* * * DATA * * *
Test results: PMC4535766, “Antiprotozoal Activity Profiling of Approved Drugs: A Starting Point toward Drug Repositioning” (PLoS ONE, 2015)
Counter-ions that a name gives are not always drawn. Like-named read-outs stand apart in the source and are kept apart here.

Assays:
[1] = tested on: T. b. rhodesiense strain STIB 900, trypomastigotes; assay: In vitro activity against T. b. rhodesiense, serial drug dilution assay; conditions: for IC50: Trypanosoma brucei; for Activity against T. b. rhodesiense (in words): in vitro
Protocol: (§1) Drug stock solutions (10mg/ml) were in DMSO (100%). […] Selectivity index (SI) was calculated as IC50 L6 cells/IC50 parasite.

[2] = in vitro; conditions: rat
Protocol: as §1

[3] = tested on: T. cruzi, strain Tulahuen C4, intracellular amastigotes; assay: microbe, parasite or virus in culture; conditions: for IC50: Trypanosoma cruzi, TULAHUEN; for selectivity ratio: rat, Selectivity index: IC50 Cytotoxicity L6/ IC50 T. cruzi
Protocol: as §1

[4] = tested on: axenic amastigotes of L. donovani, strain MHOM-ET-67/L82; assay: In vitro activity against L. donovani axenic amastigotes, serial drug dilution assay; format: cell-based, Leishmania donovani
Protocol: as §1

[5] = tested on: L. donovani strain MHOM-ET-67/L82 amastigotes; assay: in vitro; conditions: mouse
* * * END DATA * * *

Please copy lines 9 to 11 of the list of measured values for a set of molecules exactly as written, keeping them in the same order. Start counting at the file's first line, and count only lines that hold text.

Protocol: as §1

[4] = tested on: axenic amastigotes of L. donovani, strain MHOM-ET-67/L82; assay: In vitro activity against L. donovani axenic amastigotes, serial drug dilution assay; format: cell-based, Leishmania donovani
Protocol: as §1